Brittani Asphall told CBC Toronto she disagrees with Trump's assertion that both sides were equally responsible for violence in Charlottesville but said Canadians shouldn't feel superior to Americans when it comes to race relations.
President Donald Trump on Tuesday returned to his original response to racist violence in the Virginia town of Charlottesville last week, by suggesting moral parity between white supremacist groups and those oppose their agenda. By Tuesday, however, Trump swiftly retreated from those statements with an explosive press conference that all but defended the white nationalist groups who were protesting the removal of a Confederate memorial honoring Robert E. Lee. Trump shot back promptly on Twitter: "Now that Ken Frazier of Merck Pharma has resigned from President's Manufacturing Council, he will have more time to LOWER RIPOFF DRUG PRICES!".
Trump has been assailed in recent days for what many view as sympathetic comments toward the far right. "I think there's blame on both sides". "Of course that includes white supremacists, KKK Neo-Nazi and all extremist groups". Later that afternoon, an individual who participated in the rally with the fascist group Vanguard America sped his vehicle into a group of counter protestors, injuring 19 people and killing 32-year-old Heather Heyer.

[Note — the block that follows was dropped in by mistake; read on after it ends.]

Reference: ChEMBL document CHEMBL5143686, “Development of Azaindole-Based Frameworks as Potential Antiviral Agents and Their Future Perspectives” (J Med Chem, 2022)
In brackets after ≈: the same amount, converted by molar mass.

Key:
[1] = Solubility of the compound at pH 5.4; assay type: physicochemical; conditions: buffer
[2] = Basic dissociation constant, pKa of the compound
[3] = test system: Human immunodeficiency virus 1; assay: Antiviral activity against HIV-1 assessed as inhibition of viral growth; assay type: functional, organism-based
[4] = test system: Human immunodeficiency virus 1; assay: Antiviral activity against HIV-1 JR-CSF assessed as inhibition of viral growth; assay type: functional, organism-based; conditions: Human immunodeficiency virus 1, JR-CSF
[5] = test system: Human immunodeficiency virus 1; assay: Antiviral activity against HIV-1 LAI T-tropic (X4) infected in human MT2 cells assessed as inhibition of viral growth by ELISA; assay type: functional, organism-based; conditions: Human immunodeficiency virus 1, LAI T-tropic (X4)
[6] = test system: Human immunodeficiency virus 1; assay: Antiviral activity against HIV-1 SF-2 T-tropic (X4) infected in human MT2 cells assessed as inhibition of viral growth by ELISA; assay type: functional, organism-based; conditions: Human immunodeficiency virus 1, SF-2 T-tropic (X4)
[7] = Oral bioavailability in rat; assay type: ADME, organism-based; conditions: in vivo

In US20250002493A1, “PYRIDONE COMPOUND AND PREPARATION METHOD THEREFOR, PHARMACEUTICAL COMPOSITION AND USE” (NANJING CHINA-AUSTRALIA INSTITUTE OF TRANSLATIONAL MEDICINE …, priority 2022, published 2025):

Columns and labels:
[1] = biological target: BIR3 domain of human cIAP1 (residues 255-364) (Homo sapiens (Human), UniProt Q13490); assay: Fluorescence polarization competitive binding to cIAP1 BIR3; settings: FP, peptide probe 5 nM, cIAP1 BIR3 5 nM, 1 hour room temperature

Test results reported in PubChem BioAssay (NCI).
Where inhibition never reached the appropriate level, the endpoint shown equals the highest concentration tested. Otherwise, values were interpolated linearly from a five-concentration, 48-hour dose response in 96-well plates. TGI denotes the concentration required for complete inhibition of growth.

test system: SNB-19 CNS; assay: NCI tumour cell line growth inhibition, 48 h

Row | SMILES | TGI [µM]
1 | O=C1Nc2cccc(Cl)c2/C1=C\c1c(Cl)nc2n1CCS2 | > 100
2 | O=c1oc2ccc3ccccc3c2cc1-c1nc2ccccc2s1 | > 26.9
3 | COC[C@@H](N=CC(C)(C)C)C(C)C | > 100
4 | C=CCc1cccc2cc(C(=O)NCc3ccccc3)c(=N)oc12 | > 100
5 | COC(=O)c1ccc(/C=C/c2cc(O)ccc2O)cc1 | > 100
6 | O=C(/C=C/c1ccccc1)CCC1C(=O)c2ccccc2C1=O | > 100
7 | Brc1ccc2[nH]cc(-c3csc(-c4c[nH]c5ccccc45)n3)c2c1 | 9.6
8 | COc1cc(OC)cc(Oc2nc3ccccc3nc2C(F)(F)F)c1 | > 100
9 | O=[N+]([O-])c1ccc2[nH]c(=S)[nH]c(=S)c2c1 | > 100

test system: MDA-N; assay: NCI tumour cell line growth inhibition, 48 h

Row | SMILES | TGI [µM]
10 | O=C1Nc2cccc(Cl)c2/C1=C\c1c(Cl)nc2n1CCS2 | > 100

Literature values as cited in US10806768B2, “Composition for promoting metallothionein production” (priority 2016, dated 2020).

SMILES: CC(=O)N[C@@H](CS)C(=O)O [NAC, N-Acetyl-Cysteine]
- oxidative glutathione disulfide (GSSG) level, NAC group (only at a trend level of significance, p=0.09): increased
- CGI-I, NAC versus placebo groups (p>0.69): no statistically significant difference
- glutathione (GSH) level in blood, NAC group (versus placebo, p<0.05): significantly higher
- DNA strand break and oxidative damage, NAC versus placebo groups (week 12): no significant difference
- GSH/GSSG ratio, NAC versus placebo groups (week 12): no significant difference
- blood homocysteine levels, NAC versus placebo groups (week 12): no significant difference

Others who chose to stick with the councils cited the need to stay engaged with the White House to make meaningful changes.
When white supremacist David Duke is about your only vocal public supporter, Mr. President, you have a big problem.
The president blamed the violence, which saw a woman get killed after a vehicle plowed into a group of anti-racism protesters, not only on white nationalists but also on anti-racism activists who opposed them. "As chairwoman, you bear a responsibility not just to reject hateful ideology generally, but to hold accountable the individuals in your party who have allowed that ideology to flourish".
The Strategic and Policy Forum and the White House Manufacturing Jobs Initiative were both dissolved as corporate leaders continued to resign.
Ms May has been widely criticised by political opponents in Britain for her efforts to cultivate close ties with Mr Trump since he took office in January.